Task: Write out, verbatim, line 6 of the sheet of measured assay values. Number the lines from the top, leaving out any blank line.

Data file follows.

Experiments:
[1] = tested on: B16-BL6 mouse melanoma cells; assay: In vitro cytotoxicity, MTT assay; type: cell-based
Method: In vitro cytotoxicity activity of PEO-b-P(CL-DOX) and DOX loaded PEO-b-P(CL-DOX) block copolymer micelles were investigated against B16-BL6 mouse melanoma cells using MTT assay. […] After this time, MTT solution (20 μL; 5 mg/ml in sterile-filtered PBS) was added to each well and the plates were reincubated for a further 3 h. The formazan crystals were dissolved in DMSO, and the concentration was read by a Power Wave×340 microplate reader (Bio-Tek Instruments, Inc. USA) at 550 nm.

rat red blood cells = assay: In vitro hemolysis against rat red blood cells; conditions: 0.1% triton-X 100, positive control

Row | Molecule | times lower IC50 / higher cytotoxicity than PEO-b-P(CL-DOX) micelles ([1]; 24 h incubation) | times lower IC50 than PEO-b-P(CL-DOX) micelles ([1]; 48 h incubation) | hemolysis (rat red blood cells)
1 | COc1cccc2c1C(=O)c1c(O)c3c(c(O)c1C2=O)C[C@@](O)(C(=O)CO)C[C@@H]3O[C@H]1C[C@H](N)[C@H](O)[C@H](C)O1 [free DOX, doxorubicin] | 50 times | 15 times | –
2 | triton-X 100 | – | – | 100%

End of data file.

1 | COc1cccc2c1C(=O)c1c(O)c3c(c(O)c1C2=O)C[C@@](O)(C(=O)CO)C[C@@H]3O[C@H]1C[C@H](N)[C@H](O)[C@H](C)O1 [free DOX, doxorubicin] | 50 times | 15 times | –